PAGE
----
Consider this: the Park West development at 52nd & Jefferson is comprised of a 22 acre section of dormant rail yard and 8 acres where rowhomes had been. That's
The Logan Triangle, fronting Roosevelt Boulevard just east of Broad Street, makes up 33 acres of empty parcels on the city's grid (empty because the homes were
and the city shipped their residents elsewhere). If you add in the physical space the streets occupy, the acreage ups to 40.
Park West is under construction as we speak, and two developers have applied for the Logan Triangle site. (More on this next week.) Thirty-three and forty acres
are pretty big development opportunities, no? If so, then what does that make the 200 acres of Conrail land that sits unused along the Delaware River in Port
It's 225 if you include next door's Anderson Yards. (Ha ha, Anderson Yards. Sounds like something you'd see on Friendster.)
The Conrail-Anderson yards (henceforth "Conrail yards") are an integral part of the riverfront planning study. Everyone involved in the planning and everyone
attention to that planning is well aware of the otherwise best kept secret in Philadelphia.
I'd go so far as saying that one of the best parks in the city is not a park at all, but a rogue gathering ground, a post-apocalyptic paradise whose very
torn even talking about. But there's a whole photo essay waiting.
Twenty different photographers would see the Conrail yards in Port Richmond twenty different ways. One might see it as old man Cramp's shipyard, building wooden
ships for the Civil War and ironclads for both World Wars. Another might see it as the birthplace of the Slinky, before the Slinky moved its operations (down stairs alone
or in pairs) out to Hollidaysburg. Chris Dougherty might see it for the McMyler coal dumpers on Pier 18, one of a dozen piers in the old Port Richmond Wharves. (See the
post directly beneath this one for more on Pier 18 by Chris.)
Or, maybe you'd see the Conrail yards for, well, Conrail. The Consolidated Rail Company has owned the land since the company was formed in 1976 by the consolidation of six
bankrupt railroad companies, both freight and passenger. After two decades of success, Conrail broke up its operations in 1997, with Norfolk Southern and CSX acquiring
most of the network and rolling stock, but with Conrail retaining assets in three areas including Philadelphia and South Jersey.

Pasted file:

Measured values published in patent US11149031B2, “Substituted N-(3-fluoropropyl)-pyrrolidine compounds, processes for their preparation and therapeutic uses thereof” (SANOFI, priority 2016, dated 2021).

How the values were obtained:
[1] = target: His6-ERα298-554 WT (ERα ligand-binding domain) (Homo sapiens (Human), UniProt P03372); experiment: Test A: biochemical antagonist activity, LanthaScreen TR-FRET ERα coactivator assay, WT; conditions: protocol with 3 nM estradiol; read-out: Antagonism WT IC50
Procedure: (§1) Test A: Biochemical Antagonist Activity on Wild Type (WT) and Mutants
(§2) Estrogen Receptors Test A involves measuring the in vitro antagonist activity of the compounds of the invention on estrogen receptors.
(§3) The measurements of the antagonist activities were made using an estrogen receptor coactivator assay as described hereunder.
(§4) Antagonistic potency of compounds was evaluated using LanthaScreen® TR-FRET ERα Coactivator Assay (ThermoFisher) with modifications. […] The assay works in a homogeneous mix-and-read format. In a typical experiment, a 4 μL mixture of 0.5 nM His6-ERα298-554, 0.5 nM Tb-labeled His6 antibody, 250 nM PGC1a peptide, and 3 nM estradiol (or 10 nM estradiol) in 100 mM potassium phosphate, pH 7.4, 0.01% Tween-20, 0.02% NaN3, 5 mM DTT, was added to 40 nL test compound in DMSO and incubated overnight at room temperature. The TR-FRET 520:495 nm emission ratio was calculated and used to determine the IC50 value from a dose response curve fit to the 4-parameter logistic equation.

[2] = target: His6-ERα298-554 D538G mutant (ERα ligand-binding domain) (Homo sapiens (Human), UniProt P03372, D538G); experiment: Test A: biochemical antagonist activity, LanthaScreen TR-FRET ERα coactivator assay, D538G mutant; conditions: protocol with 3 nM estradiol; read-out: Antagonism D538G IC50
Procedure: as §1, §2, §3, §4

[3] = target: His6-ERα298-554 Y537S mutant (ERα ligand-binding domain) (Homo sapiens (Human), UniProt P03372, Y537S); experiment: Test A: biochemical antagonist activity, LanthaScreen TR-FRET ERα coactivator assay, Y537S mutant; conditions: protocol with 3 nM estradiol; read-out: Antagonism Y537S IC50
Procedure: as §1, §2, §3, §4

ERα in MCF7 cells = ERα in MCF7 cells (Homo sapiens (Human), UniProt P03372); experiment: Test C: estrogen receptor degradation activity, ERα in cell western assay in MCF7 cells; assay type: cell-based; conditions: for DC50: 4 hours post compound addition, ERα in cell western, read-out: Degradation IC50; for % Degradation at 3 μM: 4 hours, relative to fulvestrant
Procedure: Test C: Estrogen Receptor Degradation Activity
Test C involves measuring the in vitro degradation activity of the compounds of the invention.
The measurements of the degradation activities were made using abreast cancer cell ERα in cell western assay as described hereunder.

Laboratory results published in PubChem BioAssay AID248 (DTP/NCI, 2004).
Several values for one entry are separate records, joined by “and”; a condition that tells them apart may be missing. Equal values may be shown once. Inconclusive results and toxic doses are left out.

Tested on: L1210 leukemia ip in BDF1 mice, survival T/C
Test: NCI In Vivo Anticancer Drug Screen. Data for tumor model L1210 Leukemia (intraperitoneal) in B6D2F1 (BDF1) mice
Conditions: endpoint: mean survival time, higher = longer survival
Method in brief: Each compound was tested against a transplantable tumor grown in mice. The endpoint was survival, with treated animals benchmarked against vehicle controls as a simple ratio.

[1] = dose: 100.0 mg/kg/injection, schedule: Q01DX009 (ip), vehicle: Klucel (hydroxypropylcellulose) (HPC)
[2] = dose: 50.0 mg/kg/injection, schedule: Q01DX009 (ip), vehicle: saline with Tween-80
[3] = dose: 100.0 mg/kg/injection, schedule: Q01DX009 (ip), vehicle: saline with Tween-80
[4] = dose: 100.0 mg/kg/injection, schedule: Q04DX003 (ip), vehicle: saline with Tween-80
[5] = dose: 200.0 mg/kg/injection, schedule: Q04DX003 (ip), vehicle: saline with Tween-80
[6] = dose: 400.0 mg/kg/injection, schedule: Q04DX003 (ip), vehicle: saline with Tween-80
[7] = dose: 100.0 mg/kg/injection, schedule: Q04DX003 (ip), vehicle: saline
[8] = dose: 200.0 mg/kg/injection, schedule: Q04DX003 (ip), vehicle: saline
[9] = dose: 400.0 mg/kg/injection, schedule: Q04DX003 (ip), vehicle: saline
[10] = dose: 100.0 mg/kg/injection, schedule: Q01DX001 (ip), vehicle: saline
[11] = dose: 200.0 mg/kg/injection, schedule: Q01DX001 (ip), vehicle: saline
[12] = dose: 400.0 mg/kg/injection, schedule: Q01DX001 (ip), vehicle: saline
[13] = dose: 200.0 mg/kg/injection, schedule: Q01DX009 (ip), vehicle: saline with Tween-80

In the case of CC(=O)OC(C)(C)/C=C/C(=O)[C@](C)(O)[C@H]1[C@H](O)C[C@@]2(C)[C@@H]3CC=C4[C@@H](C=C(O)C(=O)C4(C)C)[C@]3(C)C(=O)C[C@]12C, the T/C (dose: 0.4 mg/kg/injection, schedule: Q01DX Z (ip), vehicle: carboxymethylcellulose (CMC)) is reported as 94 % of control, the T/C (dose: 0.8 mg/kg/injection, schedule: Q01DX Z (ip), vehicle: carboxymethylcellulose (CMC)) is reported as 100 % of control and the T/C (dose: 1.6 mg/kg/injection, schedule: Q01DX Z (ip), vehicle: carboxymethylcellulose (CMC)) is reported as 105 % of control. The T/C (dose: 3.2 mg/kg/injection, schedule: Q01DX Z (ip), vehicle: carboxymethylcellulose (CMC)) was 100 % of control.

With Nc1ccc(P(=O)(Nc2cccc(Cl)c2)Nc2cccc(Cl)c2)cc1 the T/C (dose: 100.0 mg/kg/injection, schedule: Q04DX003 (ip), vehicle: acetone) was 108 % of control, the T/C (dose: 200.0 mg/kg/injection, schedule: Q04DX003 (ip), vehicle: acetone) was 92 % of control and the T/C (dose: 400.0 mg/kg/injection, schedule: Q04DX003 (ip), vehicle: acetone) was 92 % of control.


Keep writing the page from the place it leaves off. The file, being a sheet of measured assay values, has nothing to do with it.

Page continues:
Conrail still operates the Port Richmond facility, but only along the northern end. The viaduct that parallels Lehigh Avenue was once ten tracks wide -- stand under the
Frankford Ave underpass, look up and count 'em. Nowadays, only one track runs the length of the viaduct; two tracks from directly under 95 to the river. Compare these
(map by Hagstrom's)
1983, WTF is/was Quay Pier???
(map by Champion National Map Corporation)
Google maps, 2007
Two hundred twenty-five acres of unused land, from the PECO substation at Penn Treaty Park to the port next to Pulaski Park. Scratch that -- that's 225 acres of
officially (or to sound a bit more draconian, legally) unused land. It's used all right. To four wheelers and dirt bikes and paintballers, it's heaven.
Mounds of dirt and puddles of mud and gravely trails form a steeplechase that answers the questions of many a Kenzo: "exactly where in the hell are those kids on their
dirt bikes riding to?" Chances are, they're riding to the Conrail yards.
It could be redeveloped, sure. The southern half of it was the site of the proposed Pinnacle casino. You know, the one of the five that made the most sense. It probably
would have been met with the least resistance, too. But, as South Philadelphians and Fishtowners well know, Pinnacle didn't win a license. Besides, Pinnacle has a billion
dollars invested in Atlantic City; their hearts weren't broken.
So here sits 225 acres of land. What's next? For starters, a reconfiguration of the Girard Avenue exit of 95 and reconstruction of a portion of 95. Structurally
deficient and all that, y'see. The last standing Cramp's building will stand no more. Delaware Avenue is supposed to be reconfigured as well, taken a little closer to
the river. With any luck, the grand boulevard of Penn Praxis' riverfront study will take shape, with passenger rail in its own right.
The land itself? I don't know. What do you think? Do you want to see the grid extended all the way to the river, with an all-new neighborhood of rowhomes? That's boring.
An amusement park? OH MY GOD THINK OF THE TRAFFIC. A casino? Ha ha. A giant park? Fairmount Park Commission is strapped enough as it is. A living museum?
Who has the answer? Do you have the answer? If so, let's hear it. Put on yr thinking cap, visualize 225 acres of riverfront land, and send your ideas to blove AT
phillyskyline DOT com. I'll follow this post up next week with the best ones.
For now, have a look at these photos, taken with CDoc two Sundays ago.